When Chris Tanev is on his game, he’s arguably one of the best stay-at-home defencemen in hockey. The only problem for the Canucks this season was getting Tanev in games period.
Tanev left an October 22nd game against the Los Angeles Kings with an apparent ankle injury, and never recaptured a clean bill of health all season. In terms of what we know of, a rib injury and a quarantine due to a mumps outbreak were among the many ailments that followed.
Though I can’t find a link to the exact soundbite or a transcription of the interview or press conference it came from, I seem to recall a press conference where former Canucks head coach Willie Desjardins suggested Tanev played through an injury or injuries of some sort all season. That’s me paraphrasing a soundbite I can’t find, so take it for what it’s worth. Doesn’t seem far-fetched though, does it?
All the same, Tanev went about his business to the best of his ability as often as his tenuous health would allow. Which, I was surprised to find, was a solid 53 games — far more than I would’ve expected.
There’s a worthwhile question, though, as to what the best of Tanev’s ability really is as he ages further and further away from his prime with each passing, injury-riddled season.
On the surface, this season represents a fairly significant step back. Tanev’s raw underlying shot metrics were, in some cases, the lowest such marks of his seven-year career.
Context matters, though, and I think you’ll be far more sympathetic to Tanev’s fall from grace when you realize the circumstances that drove him to it. Injuries played a significant role, but so did Tanev’s linemates.
Tanev’s two most frequent linemates were Luca Sbisa and Brandon Sutter. Tanev played nearly 70% of his even-strength minutes with Sbisa by his side, and the Canucks controlled a ratio of 45.8% of even strength shot attempts; away from Sbisa, Tanev was closer to 48%. A third of Tanev’s even strength ice-time, Brandon Sutter was his centre, and the Canucks controlled a ratio of 44.7% of even strength shot attempts; away from Sutter, Tanev was closer to 49%.
— J.D. Burke (@JDylanBurke) May 4, 2017
Meanwhile, in spite of playing with some of the Canucks’ most cumbersome parts, Desjardins used Tanev against the opposition’s best lines night in and night out. No regular Canucks skater had a higher Quality of Competition than Tanev’s 50.21% Cf QoC.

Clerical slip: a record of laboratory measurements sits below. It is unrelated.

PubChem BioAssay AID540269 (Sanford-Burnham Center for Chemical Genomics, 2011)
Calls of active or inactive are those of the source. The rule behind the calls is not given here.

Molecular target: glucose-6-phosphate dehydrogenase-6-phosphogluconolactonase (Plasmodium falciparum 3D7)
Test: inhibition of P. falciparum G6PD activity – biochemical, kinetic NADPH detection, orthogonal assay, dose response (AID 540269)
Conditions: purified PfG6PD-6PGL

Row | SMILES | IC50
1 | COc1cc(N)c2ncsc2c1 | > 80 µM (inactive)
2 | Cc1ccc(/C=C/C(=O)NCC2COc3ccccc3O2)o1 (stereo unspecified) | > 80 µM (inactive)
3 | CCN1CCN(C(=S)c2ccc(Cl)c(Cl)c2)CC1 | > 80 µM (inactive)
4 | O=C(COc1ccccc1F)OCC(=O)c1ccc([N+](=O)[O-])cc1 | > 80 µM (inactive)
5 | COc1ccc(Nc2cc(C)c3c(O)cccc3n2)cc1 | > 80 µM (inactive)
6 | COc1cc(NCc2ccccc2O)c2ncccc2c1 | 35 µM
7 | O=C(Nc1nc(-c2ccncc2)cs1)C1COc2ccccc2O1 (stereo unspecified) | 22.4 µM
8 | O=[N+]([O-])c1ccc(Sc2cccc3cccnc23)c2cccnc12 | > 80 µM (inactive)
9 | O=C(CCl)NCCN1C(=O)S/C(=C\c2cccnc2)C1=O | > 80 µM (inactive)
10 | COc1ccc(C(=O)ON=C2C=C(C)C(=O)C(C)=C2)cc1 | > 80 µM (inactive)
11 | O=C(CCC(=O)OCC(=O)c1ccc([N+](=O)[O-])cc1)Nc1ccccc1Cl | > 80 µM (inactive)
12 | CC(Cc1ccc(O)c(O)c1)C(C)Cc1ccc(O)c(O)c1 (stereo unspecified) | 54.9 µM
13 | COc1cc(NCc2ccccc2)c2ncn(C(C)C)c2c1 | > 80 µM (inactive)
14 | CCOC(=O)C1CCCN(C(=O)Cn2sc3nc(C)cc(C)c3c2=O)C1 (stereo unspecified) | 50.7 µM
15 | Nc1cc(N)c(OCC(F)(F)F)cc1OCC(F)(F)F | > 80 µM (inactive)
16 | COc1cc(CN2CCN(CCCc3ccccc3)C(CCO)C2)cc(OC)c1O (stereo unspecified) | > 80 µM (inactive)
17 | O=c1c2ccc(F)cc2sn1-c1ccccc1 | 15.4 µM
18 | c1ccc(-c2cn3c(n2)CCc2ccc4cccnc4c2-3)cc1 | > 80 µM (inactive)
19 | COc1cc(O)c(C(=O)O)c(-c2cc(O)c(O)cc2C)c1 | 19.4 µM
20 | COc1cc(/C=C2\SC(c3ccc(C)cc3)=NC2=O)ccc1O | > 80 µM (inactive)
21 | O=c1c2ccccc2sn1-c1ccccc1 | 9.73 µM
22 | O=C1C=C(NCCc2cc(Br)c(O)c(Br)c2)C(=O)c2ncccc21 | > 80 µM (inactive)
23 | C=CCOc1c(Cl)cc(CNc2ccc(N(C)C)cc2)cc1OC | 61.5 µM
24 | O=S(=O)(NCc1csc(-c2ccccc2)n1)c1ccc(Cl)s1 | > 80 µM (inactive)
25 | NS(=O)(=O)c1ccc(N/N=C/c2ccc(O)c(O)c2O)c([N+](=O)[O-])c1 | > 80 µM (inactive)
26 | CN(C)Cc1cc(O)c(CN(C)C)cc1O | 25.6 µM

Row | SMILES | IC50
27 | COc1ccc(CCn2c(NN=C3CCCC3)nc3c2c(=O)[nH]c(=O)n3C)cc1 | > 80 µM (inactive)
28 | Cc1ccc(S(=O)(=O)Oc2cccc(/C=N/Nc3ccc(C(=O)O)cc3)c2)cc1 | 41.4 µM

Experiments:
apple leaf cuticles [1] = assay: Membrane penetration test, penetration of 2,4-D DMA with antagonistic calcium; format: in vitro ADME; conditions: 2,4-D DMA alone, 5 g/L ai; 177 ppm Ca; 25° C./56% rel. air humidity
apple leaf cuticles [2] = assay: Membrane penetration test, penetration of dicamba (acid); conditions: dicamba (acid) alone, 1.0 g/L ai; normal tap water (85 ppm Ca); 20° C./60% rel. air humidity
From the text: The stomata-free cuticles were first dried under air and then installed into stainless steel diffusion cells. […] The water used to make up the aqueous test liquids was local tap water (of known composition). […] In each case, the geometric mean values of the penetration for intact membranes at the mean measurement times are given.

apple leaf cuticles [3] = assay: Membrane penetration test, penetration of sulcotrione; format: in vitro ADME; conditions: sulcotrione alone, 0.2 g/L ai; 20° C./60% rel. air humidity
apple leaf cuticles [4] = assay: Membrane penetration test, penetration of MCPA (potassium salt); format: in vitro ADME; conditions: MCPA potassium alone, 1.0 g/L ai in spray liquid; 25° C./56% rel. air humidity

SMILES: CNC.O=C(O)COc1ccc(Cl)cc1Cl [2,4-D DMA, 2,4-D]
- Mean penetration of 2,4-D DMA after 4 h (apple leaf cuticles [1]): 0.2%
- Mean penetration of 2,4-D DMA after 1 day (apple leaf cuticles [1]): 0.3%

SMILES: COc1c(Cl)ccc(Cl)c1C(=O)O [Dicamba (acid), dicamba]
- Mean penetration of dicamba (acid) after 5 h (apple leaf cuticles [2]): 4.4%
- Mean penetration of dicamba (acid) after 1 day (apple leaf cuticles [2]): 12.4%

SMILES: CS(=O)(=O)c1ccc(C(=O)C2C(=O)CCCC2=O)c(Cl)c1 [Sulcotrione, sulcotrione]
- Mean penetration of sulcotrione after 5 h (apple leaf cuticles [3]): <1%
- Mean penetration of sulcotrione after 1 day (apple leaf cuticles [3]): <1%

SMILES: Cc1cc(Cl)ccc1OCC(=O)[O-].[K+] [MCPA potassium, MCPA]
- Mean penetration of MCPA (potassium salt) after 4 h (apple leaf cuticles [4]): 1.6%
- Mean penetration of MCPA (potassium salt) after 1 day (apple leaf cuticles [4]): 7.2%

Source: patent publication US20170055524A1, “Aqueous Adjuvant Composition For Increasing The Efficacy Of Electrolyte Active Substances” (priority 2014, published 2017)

So if you’re unsatisfied with some of the underlying results Tanev suffered, that’s probably with good reason. When we use the GAR metric developed by DTMAboutHeart (short form for Goals Above Replacement) to evaluate Tanev’s season, you have the basis for an argument that this was his best season yet.
The hilarious bit about the Canucks complaining about Tryamkin not being mean enough is that penalties were his biggest issue: pic.twitter.com/7KvkeV4scR
— Garret Hohl (@GarretHohl) April 20, 2017
The main reason the analytics community is starting to use WAR and GAR metrics in place of raw underlying shot data is that it’s a significantly better predictor of goal ratios and more predictable at the player level. These metrics take into account every contextual factor one could imagine, like deployment, usage, linemates, opponents, shot location, shooter quality, shooter type, prior seasons, etc. to provide the most revealing, predictable results.
So in that frame, it wasn’t terribly surprising that as I peeled the layers back, Tanev’s season looked increasingly favourable. He was still limiting opposition shot quality, and whenever he wasn’t attached to a sub-replacement level linemate, he kept his head above water by underlying shot metrics.
The fact of the matter is, Tanev is still an elite defensive defenceman with a uniquely positive impact on suppressing opposition goals. The only question that remains is for how much longer he plies his trade on the Canuck’s blue line (more or that later).
Should Tanev return to the Canucks next season, it’s likely that, with a clean bill of health, he returns to form and hits his pre-injury stride. And when he’s at his best, the Canucks’ end of the ice is a no-fly zone. That counts for something, even if it’s hard to tell what a brilliant job he’s doing to the naked eye.